Where are interest rates headed?

Jerome Powell
Federal Reserve Board Chair Jerome Powell speaks during a news conference at the Federal Reserve, Wednesday, May 4, 2022 in Washington. The Federal Reserve intensified its drive to curb the worst inflation in 40 years by raising its benchmark short-term interest rate by an sizable half-percentage point. (AP Photo/Alex Brandon)

Following a 50-basis-point rate hike in May, the Federal Reserve (Fed) is now widely expected to announce two more 50-basis-point rate hikes — one after the June Federal Open Market Committee meeting and the other after the July meeting. While the Fed may decide to pause in September, a further 50 basis-point rate hike by December appears inevitable. Even dovish Fed officials, such as Mary C. Daly, are now pushing for an “an expeditious march to neutral by the end of the year.” It is generally assumed that “neutral” in Fed speak refers to a 2.25-2.5 percent federal funds rate target range.

Recent stock market conniptions have, at least so far, not generated much concern among Fed officials. Going forward, it will be interesting to see whether Federal Reserve Chair Jerome Powell and his colleagues can hold their nerve and avoid capitulating in the face of market tantrums. To reestablish its inflation-fighting bonafides, the central bank needs to clarify to the financial markets that the so-called “Fed Put” is no longer in play.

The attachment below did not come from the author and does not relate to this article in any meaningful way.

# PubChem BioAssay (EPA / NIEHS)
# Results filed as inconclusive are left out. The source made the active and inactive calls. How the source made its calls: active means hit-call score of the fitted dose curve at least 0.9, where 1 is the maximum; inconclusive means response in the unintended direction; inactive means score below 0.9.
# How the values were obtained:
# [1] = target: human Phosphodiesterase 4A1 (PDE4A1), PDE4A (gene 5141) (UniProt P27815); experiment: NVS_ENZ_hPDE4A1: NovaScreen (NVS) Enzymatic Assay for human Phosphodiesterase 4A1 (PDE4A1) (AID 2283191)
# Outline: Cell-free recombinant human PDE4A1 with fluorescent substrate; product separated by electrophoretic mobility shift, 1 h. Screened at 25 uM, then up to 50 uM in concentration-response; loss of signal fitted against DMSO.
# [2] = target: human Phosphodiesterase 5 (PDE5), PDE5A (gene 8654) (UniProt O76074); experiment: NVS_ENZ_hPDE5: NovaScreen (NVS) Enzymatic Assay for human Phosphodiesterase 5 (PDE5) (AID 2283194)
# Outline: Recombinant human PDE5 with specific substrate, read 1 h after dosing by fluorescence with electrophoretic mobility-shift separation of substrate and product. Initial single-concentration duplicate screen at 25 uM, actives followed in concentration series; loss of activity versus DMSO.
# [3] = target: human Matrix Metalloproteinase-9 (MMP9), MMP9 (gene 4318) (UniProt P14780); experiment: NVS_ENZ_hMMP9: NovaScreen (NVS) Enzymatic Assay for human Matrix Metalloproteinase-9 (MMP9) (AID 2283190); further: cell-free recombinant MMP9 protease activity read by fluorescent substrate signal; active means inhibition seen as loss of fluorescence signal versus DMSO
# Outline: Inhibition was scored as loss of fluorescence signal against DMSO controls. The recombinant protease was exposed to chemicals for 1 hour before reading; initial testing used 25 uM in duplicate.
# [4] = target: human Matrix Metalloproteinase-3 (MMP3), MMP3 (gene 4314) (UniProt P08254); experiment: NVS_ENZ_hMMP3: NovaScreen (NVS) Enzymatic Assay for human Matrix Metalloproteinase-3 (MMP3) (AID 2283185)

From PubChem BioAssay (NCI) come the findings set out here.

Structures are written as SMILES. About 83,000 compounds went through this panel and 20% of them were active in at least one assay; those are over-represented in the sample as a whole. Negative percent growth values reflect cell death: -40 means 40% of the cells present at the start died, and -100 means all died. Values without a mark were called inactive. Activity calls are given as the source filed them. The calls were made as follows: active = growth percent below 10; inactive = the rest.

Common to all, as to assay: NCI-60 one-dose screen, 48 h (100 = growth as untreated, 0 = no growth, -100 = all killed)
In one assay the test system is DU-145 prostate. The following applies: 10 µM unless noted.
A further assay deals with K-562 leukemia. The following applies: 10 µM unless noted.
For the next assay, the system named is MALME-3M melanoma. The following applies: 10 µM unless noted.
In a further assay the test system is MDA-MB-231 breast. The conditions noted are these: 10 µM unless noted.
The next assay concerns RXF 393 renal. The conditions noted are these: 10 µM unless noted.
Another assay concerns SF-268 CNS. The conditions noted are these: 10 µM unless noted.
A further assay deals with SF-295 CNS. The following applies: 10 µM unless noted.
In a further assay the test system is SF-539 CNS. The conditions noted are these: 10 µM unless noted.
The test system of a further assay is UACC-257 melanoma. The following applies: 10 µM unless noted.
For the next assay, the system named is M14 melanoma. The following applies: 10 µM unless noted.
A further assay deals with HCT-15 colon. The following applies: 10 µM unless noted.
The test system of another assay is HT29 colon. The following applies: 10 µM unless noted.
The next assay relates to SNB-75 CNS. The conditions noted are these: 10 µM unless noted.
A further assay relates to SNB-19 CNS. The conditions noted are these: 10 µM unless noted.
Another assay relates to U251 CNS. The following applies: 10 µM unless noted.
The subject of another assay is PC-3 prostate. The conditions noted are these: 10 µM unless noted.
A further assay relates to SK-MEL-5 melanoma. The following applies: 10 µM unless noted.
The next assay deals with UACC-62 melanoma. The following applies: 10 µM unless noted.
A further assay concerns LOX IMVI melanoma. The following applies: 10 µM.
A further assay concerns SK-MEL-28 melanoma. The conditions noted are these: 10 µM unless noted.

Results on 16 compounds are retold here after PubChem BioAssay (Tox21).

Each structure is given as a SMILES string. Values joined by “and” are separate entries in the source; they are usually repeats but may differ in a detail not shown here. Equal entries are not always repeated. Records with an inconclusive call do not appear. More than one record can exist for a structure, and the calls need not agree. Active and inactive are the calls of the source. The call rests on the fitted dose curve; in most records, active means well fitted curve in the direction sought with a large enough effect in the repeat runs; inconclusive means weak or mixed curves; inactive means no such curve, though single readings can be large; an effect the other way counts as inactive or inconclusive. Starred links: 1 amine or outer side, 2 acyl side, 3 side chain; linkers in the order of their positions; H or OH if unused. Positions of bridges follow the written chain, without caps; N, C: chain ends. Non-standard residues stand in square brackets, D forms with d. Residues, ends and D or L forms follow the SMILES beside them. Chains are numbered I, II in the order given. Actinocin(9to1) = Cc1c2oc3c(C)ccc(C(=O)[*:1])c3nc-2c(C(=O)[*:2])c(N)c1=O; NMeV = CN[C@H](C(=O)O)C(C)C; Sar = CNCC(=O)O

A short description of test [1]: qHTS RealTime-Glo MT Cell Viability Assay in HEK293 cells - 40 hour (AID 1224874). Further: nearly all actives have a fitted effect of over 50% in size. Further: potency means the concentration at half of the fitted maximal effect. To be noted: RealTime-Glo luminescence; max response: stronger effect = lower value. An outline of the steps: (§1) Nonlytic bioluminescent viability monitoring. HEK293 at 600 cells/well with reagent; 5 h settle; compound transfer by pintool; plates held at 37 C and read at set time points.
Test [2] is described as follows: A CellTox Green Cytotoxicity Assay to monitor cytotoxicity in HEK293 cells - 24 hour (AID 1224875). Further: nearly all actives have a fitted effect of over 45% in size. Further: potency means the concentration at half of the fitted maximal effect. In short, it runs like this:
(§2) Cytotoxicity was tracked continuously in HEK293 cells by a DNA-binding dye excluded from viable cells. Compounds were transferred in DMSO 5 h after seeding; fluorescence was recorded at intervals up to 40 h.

As I have previously noted, the “central bank’s penchant for turning a blind eye to surging asset prices and financial distortions while staying ever ready to step in and cleanup the damages caused by the collapse of asset bubbles has led many market participants to believe in the existence of a ‘Fed Put.’” It is high time that the Fed prioritized main street over Wall Street.

Looking ahead, even if the Fed does not buckle in to pressure from investors, there are still two specific areas of uncertainty that cloud any forecasts regarding the interest rate outlook for 2023. First, there is some debate regarding what exactly constitutes the neutral rate in the current environment. The so-called neutral monetary stance is a theoretical concept that is inherently vague and somewhat imprecise.

In a 2018 speech, then-Dallas Fed President Robert Kaplan noted that the “neutral rate is the theoretical federal funds rate at which the stance of Federal Reserve monetary policy is neither accommodative nor restrictive. … The neutral rate is an ‘inferred’ rate — that is, it is estimated based on various analyses and observations. This rate is not static. It is a dynamic rate that varies based on a range of economic and financial market factors.”

The Fed’s consensus estimate for the neutral rate (of around 2.5 percent) may turn out to be incorrect if de-globalization, demographic and labor supply shifts and other structural changes fundamentally alter the U.S. economy. The long-run neutral rate is determined by the supply and demand for savings, and they in turn are dependent on factors such as productivity growth, international capital flows and demographics.